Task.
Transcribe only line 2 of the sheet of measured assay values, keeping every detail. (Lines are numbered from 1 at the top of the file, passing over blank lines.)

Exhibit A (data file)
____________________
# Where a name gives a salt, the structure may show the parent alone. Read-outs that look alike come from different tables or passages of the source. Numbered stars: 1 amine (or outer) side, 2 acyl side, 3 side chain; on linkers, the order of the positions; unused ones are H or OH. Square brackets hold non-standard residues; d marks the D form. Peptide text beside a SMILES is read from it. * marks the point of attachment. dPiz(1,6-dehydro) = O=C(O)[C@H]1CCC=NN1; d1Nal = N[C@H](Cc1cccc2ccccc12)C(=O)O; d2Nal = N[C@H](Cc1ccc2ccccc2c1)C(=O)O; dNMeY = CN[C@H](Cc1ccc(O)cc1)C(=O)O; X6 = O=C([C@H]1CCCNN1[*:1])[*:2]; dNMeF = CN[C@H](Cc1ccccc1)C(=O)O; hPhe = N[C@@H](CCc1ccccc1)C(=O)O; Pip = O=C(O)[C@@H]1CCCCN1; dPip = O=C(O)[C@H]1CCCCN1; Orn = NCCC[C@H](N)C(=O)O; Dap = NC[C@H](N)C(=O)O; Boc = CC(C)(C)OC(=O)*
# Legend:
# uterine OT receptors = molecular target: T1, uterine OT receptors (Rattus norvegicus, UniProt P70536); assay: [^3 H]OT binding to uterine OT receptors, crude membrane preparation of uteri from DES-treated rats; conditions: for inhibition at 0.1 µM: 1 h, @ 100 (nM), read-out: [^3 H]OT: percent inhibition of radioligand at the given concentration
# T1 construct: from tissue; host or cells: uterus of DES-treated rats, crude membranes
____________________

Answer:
# Legend: